Everything I thought I knew about space I pretty much learned from Star Trek and Star Wars. Of course, I was a little kid, and not very smart, so I assumed there were explosions and sound and aliens and spaceships.
Truth is, I still believe there are aliens and spaceships, but sadly, there are no explosions and no sound. I guess when the Death Star got blown up it just kind of quietly went dark and disappeared. Thank goodness, can’t be having a Death Star out there.
Science and technology have taken huge strides in the last several decades, especially in terms of deep space observation. The Hubble Telescope, and more recently the James Webb Telescope have helped us look backwards into time and the infancy of the universe.
While we are still largely clueless about what’s going on up there, NASA recently blew all of our minds and dispelled a long-held belief on what space actually sounds or doesn’t sound like. Check this out from Science Alert:
NASA has released a haunting audio clip of sound waves rippling out of a supermassive black hole, located 250 million light-years away.
The black hole is at the center of the Perseus cluster of galaxies, and the acoustic waves coming from it have been transposed up 57 and 58 octaves so they’re audible to human hearing.
So much for the idea that space was a silent, black void! I’m going to go ahead and say what we are all thinking after listening to that. What the hell!!! Or a better question, if not a silly one; is that the sound of hell? We don’t know that it’s not! I suspect if you could drop a mic into Hades, it would sound similar to the pants pooping sound you just heard.
The result released by NASA in May, is a sort of unearthly (obviously) howling that, if we’re honest, sounds not only spooky, but a little bit angry.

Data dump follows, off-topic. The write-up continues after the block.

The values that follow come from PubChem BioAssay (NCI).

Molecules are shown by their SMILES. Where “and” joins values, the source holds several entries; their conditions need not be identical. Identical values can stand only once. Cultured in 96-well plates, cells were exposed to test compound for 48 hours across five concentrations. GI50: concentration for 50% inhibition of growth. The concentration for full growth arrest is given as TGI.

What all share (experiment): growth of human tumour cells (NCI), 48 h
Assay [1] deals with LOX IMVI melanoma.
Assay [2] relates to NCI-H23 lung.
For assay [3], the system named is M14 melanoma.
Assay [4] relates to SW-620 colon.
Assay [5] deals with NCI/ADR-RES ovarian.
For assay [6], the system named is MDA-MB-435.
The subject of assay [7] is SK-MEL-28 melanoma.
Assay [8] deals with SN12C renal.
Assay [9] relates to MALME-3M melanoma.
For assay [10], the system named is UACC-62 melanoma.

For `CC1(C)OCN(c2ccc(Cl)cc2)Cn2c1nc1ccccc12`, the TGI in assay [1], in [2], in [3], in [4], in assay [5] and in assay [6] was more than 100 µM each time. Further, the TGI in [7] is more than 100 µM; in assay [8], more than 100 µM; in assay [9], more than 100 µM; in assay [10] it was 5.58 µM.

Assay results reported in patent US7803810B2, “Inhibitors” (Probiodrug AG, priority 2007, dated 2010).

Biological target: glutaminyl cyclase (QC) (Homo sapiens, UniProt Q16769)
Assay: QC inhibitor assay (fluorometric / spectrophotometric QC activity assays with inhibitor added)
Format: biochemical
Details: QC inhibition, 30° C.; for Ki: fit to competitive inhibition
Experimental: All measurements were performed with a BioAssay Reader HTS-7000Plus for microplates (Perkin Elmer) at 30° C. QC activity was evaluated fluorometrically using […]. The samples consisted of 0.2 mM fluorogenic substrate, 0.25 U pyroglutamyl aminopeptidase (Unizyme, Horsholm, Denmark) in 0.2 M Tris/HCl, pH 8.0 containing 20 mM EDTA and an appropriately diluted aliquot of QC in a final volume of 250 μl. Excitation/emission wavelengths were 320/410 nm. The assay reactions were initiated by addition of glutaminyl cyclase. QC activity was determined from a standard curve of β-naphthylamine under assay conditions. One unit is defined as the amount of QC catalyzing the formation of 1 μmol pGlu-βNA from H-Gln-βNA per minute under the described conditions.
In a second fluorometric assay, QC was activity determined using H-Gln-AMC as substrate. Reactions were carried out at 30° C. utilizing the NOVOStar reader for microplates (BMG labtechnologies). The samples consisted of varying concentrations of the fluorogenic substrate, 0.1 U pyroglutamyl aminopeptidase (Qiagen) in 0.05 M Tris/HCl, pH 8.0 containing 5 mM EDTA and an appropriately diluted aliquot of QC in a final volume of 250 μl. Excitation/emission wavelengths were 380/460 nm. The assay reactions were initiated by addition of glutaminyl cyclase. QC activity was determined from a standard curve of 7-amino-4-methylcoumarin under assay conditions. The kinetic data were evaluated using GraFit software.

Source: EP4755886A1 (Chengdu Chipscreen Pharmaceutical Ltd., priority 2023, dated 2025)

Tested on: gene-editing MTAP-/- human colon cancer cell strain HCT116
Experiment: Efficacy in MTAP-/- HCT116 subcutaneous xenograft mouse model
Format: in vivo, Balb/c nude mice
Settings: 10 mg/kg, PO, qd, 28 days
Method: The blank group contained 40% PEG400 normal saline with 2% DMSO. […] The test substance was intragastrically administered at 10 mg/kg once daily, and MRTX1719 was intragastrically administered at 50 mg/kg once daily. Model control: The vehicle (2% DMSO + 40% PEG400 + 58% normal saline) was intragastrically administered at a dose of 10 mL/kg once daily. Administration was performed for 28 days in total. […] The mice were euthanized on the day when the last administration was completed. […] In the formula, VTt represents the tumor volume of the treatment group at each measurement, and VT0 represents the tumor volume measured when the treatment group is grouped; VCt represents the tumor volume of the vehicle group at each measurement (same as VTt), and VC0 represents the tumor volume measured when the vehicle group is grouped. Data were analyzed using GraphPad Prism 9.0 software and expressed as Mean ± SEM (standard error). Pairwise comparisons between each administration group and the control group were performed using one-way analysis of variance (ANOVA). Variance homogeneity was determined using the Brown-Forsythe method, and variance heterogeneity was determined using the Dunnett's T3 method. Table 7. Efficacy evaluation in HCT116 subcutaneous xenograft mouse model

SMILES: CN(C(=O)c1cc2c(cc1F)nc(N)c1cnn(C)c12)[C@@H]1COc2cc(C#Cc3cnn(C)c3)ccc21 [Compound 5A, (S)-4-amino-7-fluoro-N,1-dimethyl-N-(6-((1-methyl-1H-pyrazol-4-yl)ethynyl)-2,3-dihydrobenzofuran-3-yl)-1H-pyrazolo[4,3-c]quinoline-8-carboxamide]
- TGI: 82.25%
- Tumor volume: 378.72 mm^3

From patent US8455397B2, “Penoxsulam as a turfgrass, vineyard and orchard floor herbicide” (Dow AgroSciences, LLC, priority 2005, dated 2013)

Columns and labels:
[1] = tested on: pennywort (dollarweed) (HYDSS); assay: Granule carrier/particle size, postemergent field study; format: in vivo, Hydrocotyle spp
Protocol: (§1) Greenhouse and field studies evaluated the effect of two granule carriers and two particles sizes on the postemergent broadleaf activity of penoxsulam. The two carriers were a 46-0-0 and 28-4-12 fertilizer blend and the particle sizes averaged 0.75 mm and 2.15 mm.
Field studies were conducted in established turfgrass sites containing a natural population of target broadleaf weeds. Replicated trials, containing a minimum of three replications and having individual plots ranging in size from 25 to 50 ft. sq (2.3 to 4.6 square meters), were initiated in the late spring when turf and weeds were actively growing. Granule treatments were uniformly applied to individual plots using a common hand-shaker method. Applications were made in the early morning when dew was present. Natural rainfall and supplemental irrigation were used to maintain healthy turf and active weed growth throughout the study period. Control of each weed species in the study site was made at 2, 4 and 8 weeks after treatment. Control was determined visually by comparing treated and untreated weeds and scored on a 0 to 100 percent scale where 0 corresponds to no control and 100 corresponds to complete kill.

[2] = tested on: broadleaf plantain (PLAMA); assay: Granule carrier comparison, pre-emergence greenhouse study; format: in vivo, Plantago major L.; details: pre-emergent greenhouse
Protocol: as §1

Spooky, angry, soulful, sad, yea that pretty well covers it. They sound like the souls of a billion people all suffering at once, crying for relief. Hard to not be more than a little freaked out.
Just in case you weren’t sufficiently weirded out, NASA doubled down with the remix! It’s not danceable, but you can close your eyes and be sad for the fate of the universe as every soul in hell cries for relief. Cool!
Another famous supermassive black hole also got the sonification treatment. M87*, the first black hole ever to be directly imaged in a colossal effort by the Event Horizon Telescope collaboration, was also imaged by other instruments at the same time.
Those include Chandra for X-rays, Hubble for visible light, and the Atacama Large Millimeter/submillimeter Array for radio wavelengths.
There you go! If both of those videos and accompanying sound aren’t enough to keep you up at night, then I don’t know what kind of dreams are greeting you when you sleep.
Either way, I’ll be sleeping with the lights on for a while.
This story syndicated with permission from For the Love of News
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